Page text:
Winter Sleep

Winner! Palme d'Or, Cannes. “Nuri Bilge Ceylan is at the peak of his powers with Winter Sleep, a richly engrossing and ravishingly beautiful magnum opus that surely qualifies as the least boring 196-minute movie ever made. This assured, accessible character study tunnels into the everyday existence of a middle-aged former actor turned comfortably situated hotel owner — and emerges with a multifaceted study of human frailty whose moral implications resonate far beyond its remote Turkish setting. Simultaneously vast and intimate, sprawling and incisive, and talky in the best possible sense.

“Something of a small-town celebrity due to his earlier acting career and the regular columns he now writes for the local newspaper, the grizzled, gray-haired Aydin leads a more idyllic life than most. Educated and wealthy, he runs a small hotel with his much younger wife, Nihal.

“The script steers away from run-of-the-mill plot mechanics in favor of a more revealing and no less absorbing immersion in the conversations — long, glorious, generously overflowing, superbly sculpted and acted conversations — among Aydin and his friends and family. Individual character is what interests Ceylan most here, and without registering as overly didactic, the moral positions debated in Winter Sleep cannot help but rouse similar questions among attentive viewers — about the decisions we make, the images we present to the world, and the degree of grace and empathy we choose to extend to those in need.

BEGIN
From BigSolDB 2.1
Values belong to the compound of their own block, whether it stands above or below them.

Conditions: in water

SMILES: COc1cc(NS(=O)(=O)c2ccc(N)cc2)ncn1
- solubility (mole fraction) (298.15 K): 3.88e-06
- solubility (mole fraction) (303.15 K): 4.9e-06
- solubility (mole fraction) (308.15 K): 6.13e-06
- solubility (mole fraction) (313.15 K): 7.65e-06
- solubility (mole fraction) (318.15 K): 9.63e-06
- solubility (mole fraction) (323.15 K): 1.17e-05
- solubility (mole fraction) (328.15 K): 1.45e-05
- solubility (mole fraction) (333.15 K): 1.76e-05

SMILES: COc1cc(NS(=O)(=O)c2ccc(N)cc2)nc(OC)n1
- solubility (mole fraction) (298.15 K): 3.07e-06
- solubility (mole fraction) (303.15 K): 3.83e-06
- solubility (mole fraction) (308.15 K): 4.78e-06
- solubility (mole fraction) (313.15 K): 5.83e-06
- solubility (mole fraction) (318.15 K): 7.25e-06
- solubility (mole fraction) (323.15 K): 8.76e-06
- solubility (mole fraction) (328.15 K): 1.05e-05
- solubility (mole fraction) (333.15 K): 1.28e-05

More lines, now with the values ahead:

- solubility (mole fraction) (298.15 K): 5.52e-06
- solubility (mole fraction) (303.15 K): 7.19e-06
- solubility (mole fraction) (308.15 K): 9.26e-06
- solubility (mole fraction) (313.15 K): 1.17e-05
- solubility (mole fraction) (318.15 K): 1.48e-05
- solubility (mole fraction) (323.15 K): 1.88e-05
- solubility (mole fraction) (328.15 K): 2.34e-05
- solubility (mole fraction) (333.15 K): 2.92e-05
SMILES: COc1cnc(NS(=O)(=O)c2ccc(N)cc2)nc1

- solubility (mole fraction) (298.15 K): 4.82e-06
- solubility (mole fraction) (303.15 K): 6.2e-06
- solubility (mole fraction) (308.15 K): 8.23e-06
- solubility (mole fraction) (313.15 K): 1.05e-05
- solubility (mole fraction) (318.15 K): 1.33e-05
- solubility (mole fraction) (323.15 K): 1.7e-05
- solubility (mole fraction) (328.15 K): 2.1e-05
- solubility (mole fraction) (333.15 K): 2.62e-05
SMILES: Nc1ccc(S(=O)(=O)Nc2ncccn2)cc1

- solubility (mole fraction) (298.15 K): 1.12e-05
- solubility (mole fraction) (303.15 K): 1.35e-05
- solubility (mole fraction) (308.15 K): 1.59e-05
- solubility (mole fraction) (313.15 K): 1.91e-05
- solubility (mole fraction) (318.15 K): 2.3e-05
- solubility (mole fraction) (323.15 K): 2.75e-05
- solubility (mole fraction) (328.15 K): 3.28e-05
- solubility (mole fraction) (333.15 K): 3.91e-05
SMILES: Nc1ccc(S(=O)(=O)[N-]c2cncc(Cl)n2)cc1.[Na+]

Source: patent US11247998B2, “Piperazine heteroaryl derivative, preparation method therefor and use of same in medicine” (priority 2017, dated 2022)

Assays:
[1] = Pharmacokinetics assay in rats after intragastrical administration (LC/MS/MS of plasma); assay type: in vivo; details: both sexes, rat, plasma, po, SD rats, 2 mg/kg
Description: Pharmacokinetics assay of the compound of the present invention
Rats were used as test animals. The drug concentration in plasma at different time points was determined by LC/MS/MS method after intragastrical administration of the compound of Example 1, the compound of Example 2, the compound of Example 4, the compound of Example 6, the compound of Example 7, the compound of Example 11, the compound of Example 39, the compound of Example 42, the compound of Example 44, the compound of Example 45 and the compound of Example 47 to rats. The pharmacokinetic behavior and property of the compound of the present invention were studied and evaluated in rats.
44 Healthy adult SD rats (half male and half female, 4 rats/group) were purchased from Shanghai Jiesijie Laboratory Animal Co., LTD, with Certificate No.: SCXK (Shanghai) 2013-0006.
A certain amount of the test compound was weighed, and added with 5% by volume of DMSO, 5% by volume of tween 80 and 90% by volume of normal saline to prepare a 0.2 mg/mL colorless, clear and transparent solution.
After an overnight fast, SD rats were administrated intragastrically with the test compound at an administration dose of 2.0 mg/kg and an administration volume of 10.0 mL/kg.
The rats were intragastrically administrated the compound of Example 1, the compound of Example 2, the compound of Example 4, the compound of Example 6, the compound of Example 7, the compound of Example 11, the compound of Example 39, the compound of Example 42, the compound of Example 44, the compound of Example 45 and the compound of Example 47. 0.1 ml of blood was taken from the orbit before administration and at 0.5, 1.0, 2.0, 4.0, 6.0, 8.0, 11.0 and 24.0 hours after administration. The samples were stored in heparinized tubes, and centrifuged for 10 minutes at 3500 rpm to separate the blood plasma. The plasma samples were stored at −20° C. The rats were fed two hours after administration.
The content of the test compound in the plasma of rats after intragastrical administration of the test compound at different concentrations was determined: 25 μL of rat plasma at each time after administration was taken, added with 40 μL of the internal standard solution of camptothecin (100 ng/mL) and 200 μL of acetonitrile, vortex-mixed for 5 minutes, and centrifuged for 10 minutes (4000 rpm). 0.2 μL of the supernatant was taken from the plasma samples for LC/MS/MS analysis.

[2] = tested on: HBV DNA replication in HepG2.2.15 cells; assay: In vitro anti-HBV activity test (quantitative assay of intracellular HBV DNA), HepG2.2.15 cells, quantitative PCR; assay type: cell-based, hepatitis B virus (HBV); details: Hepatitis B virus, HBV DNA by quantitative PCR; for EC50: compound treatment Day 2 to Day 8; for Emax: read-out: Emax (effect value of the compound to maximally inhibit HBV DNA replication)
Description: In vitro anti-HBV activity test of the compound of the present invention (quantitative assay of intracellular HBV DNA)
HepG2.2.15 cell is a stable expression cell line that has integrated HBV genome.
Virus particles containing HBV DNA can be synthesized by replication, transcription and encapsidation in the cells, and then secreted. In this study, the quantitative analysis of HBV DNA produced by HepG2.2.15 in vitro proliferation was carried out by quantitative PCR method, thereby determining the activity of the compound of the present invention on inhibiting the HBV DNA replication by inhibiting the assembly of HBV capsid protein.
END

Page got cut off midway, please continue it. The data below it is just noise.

“It will prove entirely involving onscreen for viewers who love the increasingly rare spectacle of vibrantly conceived, fully fleshed-out human characters delving into the emotional muck and mire of their relationships. Aydin and Nihal may be speaking in rapid-fire Turkish, but viewers of any background will pick up on the seething language of emotional warfare, the relentless verbal thrusts and parries, and may well find themselves cringing in recognition.

“The film’s tone does shift and broaden unexpectedly in its third and final hour, as Aydin decides, for the sake of his marriage, to retire to Istanbul for the winter. The consequences of the decisions he and his wife make during their time apart are alternately humorous and wrenching, building to an emotional climax.

“Cinematographer, Gokhan Tiryaki, has produced another treasure trove of exquisite widescreen images, taking particular advantage of the Cappadocian landscape as it’s being pelted with snow. And yet, for all the region’s visual wonders — eerie cave formations, buildings cut directly into rock, wild horses galloping freely about — the supreme visual achievement of Winter Sleep may well be the beauty it finds in the crags and contours of its actors’ marvelously expressive faces.” - Variety


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